Bravos of the West
by John Myers Myers (originally published in 1962 as The Deaths of the Bravos)
I saw Bravos mentioned in Fred Lerner’s zine Lofgeornost and tracked down a second-hand copy online. Author of seventeen books, John Myers Myers (yes, that’s two “Myers”) is best known for his fantasy novel Silverlock. Nine of his books, like Bravos, are works of Western non-fiction. Bravos is an informal history of the old West which traces the development of the country after the Lewis and Clark expedition. It’s the history of trappers, traders, prospectors, gunslingers, missionaries, soldiers, mountain men, outlaws and more. They trap beaver, confront bears, have run-ins with the natives, and discover the landscape as they advance farther into the unknown.
The book is full of folksy wit and is a wild, rollicking tale largely gathered from oral tradition. “By and large, what went on in the early days of the American West transpired while historians were looking the other way,” writes Myers. Following a rough chronological order, a substantial portion of the book covers the fur trade, the fight for Texas, the men who blazed the Santa Fe Trail, and those who opened up and settled the Oregon Country. Myers knows his subject well, as he devoted much of his life to researching and writing about the American West. This is not, however, a dry academic study. His writing is playful and full of idiosyncratic turns of phrase. Bravos is a mix of history and legend, and is a fine introduction to the many fascinating people whose stories combined to create an American mythology.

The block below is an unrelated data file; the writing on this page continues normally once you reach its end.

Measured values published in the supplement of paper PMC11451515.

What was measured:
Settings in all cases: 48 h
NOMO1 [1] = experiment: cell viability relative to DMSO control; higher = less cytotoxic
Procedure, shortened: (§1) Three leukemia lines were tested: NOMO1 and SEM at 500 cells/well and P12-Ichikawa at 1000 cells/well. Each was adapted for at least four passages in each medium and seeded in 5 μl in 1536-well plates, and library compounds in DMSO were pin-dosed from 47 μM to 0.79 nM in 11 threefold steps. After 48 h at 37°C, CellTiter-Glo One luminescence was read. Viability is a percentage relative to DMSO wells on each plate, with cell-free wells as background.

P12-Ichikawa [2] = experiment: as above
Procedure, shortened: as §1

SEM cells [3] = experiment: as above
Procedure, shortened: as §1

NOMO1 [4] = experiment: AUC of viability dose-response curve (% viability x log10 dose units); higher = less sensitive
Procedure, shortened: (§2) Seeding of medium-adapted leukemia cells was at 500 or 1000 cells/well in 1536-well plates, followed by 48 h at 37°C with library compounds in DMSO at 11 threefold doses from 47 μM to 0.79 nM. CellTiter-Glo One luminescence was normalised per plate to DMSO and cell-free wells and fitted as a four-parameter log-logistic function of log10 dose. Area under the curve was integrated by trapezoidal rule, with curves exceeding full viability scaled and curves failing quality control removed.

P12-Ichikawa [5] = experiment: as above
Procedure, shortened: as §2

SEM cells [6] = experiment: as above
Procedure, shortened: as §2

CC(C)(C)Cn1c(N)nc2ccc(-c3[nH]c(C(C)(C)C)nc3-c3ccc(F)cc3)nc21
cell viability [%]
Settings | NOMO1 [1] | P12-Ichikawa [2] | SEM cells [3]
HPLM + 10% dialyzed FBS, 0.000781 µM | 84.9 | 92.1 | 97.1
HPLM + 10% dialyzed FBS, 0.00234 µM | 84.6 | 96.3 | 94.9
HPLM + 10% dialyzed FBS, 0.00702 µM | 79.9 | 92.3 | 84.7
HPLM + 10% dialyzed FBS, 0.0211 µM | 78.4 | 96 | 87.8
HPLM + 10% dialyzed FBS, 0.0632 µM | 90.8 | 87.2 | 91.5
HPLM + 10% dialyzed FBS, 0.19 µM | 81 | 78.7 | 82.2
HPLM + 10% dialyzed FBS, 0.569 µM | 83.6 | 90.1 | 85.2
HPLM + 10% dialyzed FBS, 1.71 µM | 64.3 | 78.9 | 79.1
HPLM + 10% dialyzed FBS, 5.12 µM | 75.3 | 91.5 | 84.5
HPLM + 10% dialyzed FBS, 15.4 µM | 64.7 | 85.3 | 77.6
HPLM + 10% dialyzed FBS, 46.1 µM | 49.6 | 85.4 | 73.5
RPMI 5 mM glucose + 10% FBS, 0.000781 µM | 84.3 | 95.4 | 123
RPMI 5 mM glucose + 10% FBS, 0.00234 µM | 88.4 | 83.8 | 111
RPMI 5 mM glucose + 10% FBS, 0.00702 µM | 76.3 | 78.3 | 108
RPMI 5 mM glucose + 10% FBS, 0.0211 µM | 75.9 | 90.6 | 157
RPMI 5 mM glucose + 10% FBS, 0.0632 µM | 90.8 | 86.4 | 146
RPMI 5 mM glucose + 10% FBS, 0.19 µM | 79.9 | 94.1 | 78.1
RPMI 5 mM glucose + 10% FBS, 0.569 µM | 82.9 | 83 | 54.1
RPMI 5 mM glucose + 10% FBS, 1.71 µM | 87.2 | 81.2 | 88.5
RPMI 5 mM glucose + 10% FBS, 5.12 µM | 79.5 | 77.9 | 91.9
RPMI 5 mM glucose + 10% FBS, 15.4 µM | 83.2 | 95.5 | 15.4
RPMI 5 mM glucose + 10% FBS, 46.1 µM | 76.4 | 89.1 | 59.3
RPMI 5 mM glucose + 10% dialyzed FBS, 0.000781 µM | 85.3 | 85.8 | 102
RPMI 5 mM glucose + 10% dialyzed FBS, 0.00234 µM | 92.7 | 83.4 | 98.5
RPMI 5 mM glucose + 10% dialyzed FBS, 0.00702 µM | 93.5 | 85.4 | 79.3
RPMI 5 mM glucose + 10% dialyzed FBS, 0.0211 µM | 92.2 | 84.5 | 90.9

Some of the major players in Bravos: Andrew Jackson, Davy Crockett, Hugh Glass, Jim Bowie, William Ashley, Mike Fink, Jim Bridger, Kit Carson, Thomas Hart Benton, Stephen Austin, Sam Houston, Peg-leg Smith, Mountain Lamb, Jack Coffee Hays, Deaf Smith, John Charles Frémont, Brigham Young, John Sutter, Sitting Bull, Cynthia Ann Parker, Joaquin Murrieta and Wild Bill Hickok.
The descriptions of Tom “Peg-leg” Smith getting shot in the leg and, upon learning that gangrene was going to set in, hacking away at it with his own hunting knife; and of Hugh Glass being left for dead after a bear tears half his face off and then crawling 200 miles to the nearest settlement, are worth the price of admission alone. I also learned the definition of gallimaufry.
It’s a great read. Check it out.